My ex-husband and I were young when we married and even younger when we had our three
children. We were high school sweethearts that grew up together and from the outside looking in; we had the classic teenage love story.
But things are not always what they seem, and behind that love story, there was a relationship
filled with pain and riddled with abuse and infidelities. However, I was committed to "fixing" our relationship mainly because I was convinced that raising my children in a two-parent household was best for them.
So, we spent years in and out of marriage counseling and had even weathered a separation.
During which my ex-husband completed a batterers intervention program, and we attended
family counseling. And there were times when I thought that the worst was behind us and that my ex-husband had genuinely changed.
But the same issues continued to resurface and became extremely loud during the pandemic.
I finally realized that having a two-parent household isn't enough. I wanted my children to have a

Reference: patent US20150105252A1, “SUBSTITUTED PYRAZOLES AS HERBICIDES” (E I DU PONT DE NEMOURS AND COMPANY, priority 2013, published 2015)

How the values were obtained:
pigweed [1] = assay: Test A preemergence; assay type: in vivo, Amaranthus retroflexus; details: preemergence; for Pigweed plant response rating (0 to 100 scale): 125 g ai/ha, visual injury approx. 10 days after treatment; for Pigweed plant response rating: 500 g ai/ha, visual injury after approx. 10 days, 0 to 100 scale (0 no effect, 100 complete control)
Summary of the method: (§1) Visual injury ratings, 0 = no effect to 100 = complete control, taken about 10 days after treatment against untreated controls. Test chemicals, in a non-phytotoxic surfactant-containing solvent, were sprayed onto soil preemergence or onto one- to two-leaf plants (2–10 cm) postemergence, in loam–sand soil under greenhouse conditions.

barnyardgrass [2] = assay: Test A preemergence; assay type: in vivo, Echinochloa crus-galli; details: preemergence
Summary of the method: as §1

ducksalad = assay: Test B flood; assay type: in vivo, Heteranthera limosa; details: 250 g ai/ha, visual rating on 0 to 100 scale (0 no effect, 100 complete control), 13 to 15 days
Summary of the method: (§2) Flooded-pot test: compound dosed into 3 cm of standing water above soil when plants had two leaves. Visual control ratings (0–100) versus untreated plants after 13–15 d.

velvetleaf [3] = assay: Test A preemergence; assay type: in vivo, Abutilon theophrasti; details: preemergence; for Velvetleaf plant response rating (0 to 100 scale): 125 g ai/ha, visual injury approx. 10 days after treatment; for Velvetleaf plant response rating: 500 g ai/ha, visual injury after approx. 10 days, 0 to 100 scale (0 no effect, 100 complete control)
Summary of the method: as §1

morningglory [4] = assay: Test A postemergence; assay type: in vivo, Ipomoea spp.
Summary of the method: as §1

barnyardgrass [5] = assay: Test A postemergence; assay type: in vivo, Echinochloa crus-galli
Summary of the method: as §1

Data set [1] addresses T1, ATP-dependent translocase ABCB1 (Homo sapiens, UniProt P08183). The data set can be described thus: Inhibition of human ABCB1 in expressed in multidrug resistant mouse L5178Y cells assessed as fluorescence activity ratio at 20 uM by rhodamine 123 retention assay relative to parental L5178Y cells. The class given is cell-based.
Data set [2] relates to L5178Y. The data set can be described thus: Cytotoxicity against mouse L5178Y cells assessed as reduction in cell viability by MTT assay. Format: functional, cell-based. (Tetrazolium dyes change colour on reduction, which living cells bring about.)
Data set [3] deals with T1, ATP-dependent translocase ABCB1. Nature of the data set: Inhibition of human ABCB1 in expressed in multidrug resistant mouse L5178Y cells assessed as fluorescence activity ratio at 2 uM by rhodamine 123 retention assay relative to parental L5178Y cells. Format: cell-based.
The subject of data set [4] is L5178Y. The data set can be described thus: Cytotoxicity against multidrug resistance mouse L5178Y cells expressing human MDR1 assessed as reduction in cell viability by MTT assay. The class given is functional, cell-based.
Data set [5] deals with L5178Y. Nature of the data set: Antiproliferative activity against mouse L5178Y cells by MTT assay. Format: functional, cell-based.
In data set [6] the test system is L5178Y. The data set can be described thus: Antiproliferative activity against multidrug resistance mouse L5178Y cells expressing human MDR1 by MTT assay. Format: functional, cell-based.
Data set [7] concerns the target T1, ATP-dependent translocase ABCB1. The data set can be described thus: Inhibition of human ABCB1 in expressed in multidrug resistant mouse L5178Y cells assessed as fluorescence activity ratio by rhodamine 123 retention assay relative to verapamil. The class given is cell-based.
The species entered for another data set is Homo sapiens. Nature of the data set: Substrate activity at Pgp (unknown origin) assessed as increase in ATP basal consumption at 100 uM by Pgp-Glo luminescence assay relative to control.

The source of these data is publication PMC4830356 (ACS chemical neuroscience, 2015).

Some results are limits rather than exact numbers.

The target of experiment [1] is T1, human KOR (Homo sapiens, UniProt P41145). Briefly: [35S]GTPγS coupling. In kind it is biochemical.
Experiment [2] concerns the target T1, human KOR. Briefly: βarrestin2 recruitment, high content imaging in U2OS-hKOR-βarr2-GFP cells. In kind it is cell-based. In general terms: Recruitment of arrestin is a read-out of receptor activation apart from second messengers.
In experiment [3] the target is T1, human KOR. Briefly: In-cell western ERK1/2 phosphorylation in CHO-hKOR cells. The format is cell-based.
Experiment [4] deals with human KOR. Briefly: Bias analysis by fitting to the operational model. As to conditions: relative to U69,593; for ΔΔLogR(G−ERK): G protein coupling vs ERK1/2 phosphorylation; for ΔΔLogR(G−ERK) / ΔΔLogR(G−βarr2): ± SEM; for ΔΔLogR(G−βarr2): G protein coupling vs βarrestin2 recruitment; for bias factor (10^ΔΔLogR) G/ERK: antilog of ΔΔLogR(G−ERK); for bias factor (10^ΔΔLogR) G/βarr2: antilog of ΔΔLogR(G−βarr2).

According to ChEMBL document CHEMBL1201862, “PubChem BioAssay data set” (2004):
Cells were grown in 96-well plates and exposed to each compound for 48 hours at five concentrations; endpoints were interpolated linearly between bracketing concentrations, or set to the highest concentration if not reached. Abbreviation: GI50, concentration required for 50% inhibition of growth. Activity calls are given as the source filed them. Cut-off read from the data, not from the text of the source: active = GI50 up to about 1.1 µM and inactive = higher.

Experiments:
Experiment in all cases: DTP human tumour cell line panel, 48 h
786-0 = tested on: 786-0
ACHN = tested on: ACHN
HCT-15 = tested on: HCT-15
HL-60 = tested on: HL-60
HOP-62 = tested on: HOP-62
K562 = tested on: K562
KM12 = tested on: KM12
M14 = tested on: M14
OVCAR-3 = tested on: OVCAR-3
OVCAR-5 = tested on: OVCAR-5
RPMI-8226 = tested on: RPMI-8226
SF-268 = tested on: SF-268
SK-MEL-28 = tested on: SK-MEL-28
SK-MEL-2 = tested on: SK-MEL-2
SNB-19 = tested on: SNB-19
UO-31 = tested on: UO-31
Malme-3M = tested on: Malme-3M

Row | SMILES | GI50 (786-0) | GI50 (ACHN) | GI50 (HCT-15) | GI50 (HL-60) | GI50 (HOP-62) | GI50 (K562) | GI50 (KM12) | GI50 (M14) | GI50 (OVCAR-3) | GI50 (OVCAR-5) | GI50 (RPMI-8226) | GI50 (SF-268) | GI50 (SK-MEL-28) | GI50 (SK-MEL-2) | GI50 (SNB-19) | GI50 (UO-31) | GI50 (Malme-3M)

physically and emotionally safe home and see parents who are happy and healthy modeling
I knew the only way to do this was to file for a divorce. Now here I am, seven months later, divorced and raising my children alone. If you had told me that my children would go seven months without seeing their Dad and that I would be parenting 100 percent of the time alone, I wouldn't believe you, but this is my reality.
The first few months were a mess, and when my kids were sleeping, I cried, I screamed, I
yelled, I worried, and I prayed. I worried about how I would provide for my children, and I worried how the divorce would affect them. I worried if my sons would miss out on moments with their Dad that would help mold them into the men they are designed to be. And if my daughter would choose a partner that modeled similar bad behavior to her Dad.
More than anything, I worried if I was enough to sustain my children physically, emotionally,
financially, and spiritually. Then one night, during one of my meltdowns, I heard clearly from God that I didn't need to worry and that everything was already working out for our good.
That night I had my first good night's sleep in months. Over the next few months, I realized that my life was not destroyed, it was just disrupted, and God uses our disruptions as a catalyst to change our situations and restore us. The transition into single motherhood has been tough for sure, but there has also been peace and joy during the storm.
I have seen God show up for my kids and me in big ways. And Slowly but surely, we are working towards healing and restoration. In my most challenging moments, I remember that I am not walking alone and that there are so many more beautiful days ahead.